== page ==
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Gary Shilling: Cash Is A Good Bet For The Conservative Investor (The Globe And Mail)
"I think for a conservative investor right now, cash is not a bad option. There still is some inflation in the economies of the world – but not much. So cash is not eroding due to inflation the way it was way back in the 1970s. But when you really look at investments…we are going through this de-leveraging - in other words, working down the excess debt that was driven up by financial institutions of the world... while that’s going on I think we are going to have very slow growth in the economy.
"Certainly, for equity markets, things have gotten very frothy, people are not paying attention to fundamentals and the slow growth in the world. But I think they will be forced to. With this in mind and the likelihood that we got another five years of this de-leveraging to go … I think cash is not a bad place to be for the foreseeable future for the conservative investor.
"The fact is, the S&P 500 is actually down from its peak in 2000. From 12 years ago, it is actually down 4 per cent. If anybody at the onset of 2000 had said, you’re going to lose money over the next 12 years, would that person want to go into stocks? I don’t think so. Why take a tremendous risk if you’re going no where and I think that’s the condition we continue to be in. The downside risk is much greater than the upside potential."
An arbitration panel ordered Oppenheimer to pay Texas investor Lloyd A. Gillespie $1.2 million after he accused two of its brokers of "excessive trading in his account to generate hefty commissions".
Oppenheimer was found liable for about $848,000 in compensatory damages and interest, $174,000 in attorney's fees, and $52,000 in costs, but rejected claim on punitive damages. Meanwhile, the brokers' request to wipe these allegations from their record were also rejected.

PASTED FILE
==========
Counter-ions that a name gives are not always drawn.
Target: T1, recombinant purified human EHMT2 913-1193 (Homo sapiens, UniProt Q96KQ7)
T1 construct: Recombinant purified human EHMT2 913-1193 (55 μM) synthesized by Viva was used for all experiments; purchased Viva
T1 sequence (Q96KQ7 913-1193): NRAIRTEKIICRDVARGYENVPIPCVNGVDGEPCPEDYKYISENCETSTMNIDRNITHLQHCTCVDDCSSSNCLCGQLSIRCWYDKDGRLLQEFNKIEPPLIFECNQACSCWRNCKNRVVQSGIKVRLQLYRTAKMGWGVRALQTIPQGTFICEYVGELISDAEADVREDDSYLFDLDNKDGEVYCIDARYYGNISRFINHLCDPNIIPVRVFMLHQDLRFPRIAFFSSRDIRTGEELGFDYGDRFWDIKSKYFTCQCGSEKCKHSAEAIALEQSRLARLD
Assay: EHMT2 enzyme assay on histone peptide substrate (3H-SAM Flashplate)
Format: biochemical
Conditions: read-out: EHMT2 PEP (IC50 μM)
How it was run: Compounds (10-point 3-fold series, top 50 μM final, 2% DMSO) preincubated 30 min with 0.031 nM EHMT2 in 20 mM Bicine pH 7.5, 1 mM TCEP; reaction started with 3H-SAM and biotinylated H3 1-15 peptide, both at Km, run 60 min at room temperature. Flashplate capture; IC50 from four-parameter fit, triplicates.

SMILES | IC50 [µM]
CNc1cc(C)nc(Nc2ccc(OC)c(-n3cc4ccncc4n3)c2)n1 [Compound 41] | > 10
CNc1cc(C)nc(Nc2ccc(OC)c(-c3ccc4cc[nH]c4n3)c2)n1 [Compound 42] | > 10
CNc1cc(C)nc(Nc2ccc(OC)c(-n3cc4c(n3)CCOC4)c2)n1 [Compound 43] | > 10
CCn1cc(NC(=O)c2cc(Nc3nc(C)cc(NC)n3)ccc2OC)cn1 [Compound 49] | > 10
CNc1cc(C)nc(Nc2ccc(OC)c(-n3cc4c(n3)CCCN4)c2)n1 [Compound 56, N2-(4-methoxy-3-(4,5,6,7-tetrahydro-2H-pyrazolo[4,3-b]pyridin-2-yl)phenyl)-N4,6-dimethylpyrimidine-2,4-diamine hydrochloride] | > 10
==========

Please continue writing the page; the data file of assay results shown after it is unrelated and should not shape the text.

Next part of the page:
Why Dylan Grice Is Bearish In 2013 (Advisor Perspectives)
Dylan Grice said questions about trust are "fundamentally embedded" in the markets and that trust "moves the economy". And it is this feature of money that makes inflation such a threat. “You cannot have this trust if you do not have money that you can trust,” Grice said. “When you devalue money, you devalue trust.”
"This outlook – trust is breaking down, the past seems to be repeating itself – is why Grice said his investment outlook is very conservative for 2013.
"Financial markets don’t exist in a vacuum,” Grice said. “That breakdown in trust, the financial market analog of that is higher yields. If you don’t trust someone, what do you do? You want a high risk premium. You want higher interest rates.”
A Frustrating Trend In The Stock Market Continues To Break The Bears' Hearts (Business Insider)
There is a growing divergence between earnings expectations and stock prices. "Since the end of the fourth quarter (December 31), analysts have also reduced earnings growth expectations for Q1 2013 (to 2.2% from 2.5%) and Q2 2013 (to 6.7% from 6.8%)," according to John Butters at FactSet.
The S&P 500 Is Heading To 1,665 (Dr. Ed's Blog)
Ed Yardeni says his year-end S&P 500 target continues to be 1,665, which would put the index up 16.7 percent in 2013.
"The bull’s stamina has been based on performance-enhancing earnings. The forward earnings of the S&P 500, S&P 400, and S&P 600 all rose to fresh record highs during the week of January 17, and are up 80.7%, 85.8%, and 102.7%, respectively, since the week of May 7, 2009. Actual revenues and operating earnings stopped growing on a y/y basis during Q3-2012. However, I’m expecting that better global economic growth will boost both of them this year."
Bloomberg's Rich Miller and Simon Kennedy report that international investors are the most optimistic on stocks than they have been in the past 3.5 years. 53 percent said they are bullish on stocks.
Of those polled only 53 percent said the U.S. economy is improving but 38 percent believe that it offers the best opportunities compared with other major global economies.
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